Disability is embarrassing to address because we don’t like to call attention to people’s impairments or conditions. We are uncomfortable highlighting someone’s difference unless we perceive it as positive or worth celebrating. But, of course whether someone with a disability is to be considered different at all is a philosophical question, and it is unclear whether pathologizing disability is even useful. I’ve already used the terms “impairment” and “condition” in my introduction and I don’t quite know what new information this brings to the table. Also, I’ve already implied that my audience is looking at disability from afar, not experiencing it. I’ve actually reaffirmed the invisibility of the disabled while attempting to call attention to them.
All of this suggests, first, that we may have to do some psychiatry before we do philosophy. We may have to look at our personal resistance to encountering disability as a normal fact of life. More deeply though, it also tells us that we will have to work exceptionally hard to let the disabled speak for themselves. We are used to thinking of disability in terms of advocacy, in terms of the children with autism who cannot articulate their needs well, or the PTSD stricken veteran who has been isolated from society. But the latter is an adult with his or her own voice and the former can communicate in a variety of effective ways, too. It is us, not them, who aren’t paying attention.
This tendency to speak for others, it will turn out, is a huge problem in academic philosophy. Even the most egalitarian philosophers have a tendency to assume that people with disabilities are outliers in the social contract, not equal participants. We will talk about this specifically later in the show.
Their mistake is the same as ours: the vast majority of conversations people have about disability concern our personal reactions to disability rather than engaging with the disabled themselves. And when we finally do get around to doing that, when we ask, for example, about complying with the Americans with Disabilities Act, we focus in on the economic cost. We ask whether having wheelchair accessible toilets is too much of a burden for small businesses, or whether retrofitting a school is spending too much money on one single interest group. We go from the psychological to the political instantaneously, paying virtually no attention to the meaning of our words, the assumptions we make about what the good life is, or even the diverse nature of personhood.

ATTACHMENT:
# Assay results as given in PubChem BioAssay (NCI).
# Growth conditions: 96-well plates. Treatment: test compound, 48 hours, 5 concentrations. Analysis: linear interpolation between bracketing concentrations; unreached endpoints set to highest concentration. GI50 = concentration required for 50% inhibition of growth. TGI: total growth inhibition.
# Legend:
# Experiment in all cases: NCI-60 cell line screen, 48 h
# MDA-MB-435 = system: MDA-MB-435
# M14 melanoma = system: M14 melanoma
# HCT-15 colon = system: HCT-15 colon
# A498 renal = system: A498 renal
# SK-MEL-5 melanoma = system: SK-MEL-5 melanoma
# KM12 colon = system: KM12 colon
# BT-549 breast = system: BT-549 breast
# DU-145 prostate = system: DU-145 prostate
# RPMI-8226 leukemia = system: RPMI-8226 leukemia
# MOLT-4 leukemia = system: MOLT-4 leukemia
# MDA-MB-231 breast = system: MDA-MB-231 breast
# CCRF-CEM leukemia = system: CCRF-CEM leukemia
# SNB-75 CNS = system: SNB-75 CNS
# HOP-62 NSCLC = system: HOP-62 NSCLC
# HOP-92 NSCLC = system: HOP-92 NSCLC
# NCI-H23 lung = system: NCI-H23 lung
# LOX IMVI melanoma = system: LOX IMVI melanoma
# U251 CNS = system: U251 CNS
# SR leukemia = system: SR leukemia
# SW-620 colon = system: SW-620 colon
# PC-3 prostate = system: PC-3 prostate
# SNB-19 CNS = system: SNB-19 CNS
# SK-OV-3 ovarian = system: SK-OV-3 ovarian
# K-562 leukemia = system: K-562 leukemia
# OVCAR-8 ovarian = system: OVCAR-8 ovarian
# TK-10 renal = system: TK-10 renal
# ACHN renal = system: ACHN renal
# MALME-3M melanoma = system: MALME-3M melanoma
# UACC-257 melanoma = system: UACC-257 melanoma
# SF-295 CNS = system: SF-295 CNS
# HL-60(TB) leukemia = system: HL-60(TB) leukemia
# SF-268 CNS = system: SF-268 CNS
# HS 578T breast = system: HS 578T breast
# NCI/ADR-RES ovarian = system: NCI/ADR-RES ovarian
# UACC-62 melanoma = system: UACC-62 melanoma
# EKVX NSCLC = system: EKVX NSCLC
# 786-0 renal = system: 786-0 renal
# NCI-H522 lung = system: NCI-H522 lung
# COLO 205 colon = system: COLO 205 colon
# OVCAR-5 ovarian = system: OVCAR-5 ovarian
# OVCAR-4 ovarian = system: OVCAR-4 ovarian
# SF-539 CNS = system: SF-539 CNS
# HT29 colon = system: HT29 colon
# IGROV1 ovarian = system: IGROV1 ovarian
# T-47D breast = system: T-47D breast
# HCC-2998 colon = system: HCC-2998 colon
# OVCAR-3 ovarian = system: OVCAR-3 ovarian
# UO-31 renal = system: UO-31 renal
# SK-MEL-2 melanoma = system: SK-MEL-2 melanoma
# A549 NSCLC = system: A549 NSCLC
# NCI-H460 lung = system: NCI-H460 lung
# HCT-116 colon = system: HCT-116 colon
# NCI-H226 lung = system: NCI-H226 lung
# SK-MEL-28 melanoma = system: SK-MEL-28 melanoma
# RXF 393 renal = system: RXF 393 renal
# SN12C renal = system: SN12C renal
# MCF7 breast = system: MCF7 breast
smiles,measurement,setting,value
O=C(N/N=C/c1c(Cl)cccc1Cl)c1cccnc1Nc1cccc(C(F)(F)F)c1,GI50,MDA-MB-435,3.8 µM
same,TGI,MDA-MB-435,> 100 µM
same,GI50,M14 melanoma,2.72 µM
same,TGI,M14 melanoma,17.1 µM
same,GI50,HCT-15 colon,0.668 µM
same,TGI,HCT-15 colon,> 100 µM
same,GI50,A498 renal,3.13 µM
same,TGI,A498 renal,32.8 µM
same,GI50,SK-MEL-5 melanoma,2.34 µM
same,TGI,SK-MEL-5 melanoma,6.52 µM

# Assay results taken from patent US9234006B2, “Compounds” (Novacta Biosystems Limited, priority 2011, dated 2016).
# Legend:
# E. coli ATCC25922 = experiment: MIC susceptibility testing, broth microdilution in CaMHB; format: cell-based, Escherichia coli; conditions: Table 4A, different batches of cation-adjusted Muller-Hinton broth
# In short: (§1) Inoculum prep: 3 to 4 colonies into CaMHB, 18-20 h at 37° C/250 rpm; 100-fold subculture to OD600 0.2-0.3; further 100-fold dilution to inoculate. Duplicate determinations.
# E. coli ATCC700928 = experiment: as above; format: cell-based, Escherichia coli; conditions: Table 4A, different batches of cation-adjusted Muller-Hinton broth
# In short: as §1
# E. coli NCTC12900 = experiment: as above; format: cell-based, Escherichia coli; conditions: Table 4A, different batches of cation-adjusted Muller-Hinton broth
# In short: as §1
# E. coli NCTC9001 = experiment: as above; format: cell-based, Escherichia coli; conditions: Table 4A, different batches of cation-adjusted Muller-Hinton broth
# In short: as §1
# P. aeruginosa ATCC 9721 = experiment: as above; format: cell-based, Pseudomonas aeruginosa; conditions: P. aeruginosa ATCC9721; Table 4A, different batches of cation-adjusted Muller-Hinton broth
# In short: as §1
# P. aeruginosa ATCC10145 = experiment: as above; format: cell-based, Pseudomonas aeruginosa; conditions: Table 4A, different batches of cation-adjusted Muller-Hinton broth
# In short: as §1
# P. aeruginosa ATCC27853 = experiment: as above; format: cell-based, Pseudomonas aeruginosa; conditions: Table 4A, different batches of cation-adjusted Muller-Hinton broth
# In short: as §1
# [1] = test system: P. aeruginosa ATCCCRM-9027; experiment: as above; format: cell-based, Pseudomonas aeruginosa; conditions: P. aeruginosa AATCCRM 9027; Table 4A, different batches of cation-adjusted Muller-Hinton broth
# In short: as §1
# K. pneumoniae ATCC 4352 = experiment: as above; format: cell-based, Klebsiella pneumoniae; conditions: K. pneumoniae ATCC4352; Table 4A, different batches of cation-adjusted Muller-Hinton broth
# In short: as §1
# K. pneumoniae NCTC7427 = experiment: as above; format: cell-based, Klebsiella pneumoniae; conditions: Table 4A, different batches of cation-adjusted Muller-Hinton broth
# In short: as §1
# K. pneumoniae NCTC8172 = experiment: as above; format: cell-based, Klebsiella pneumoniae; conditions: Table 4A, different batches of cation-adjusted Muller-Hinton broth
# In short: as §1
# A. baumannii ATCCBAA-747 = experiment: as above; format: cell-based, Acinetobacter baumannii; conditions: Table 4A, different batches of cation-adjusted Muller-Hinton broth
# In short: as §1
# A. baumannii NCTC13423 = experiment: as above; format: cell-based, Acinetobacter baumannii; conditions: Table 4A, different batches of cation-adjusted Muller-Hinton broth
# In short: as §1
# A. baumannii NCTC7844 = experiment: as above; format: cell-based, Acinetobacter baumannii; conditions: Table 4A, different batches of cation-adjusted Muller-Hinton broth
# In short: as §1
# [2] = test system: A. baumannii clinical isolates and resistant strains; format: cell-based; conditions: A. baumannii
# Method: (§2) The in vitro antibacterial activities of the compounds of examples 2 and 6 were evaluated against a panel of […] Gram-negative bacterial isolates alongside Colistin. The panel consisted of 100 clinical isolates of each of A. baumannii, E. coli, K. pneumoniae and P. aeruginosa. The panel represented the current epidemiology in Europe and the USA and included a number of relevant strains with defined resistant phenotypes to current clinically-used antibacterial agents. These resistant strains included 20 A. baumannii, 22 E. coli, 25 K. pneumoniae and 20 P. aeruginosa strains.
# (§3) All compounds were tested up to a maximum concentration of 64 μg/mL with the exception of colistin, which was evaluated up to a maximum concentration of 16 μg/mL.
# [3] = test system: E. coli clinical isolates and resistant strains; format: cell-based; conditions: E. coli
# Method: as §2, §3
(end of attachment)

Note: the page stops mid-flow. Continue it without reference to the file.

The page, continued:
To use a phrase I learned from today’s guest, our discussions about disability are almost always “anti-aspirational.” That is, they are not about what we, disabled or not, can aspire to, but rather about mitigating the supposed tragedy of bodies preventing people from what they would otherwise achieve. Most of the discussions I have with my students are about their curiosities and what they hope to accomplish with their studies, but to be frank, the majority of my conversations with students with learning disabilities focus on “accommodation,” about making special arrangements so they too can do the work. If every interaction one has with somebody is about equalizing the playing field, there is very little opportunity to discuss what life is like after they win.
On today’s episode we are going to investigate the nature of disability. We are going to begin by asking what disability means, and then proceed to questions of self-worth, public policy, even the ways in which philosophy itself has skewed our understating of how to think about people with disabilities. But doing this will require unlearning a great deal. What we think we know about disability is deeply mistaken, profoundly unfair, and more than a little dangerous. To highlight an irony, yes, there are many people in the world with disabilities, but in this case, it is the ones without who are at a disadvantage.
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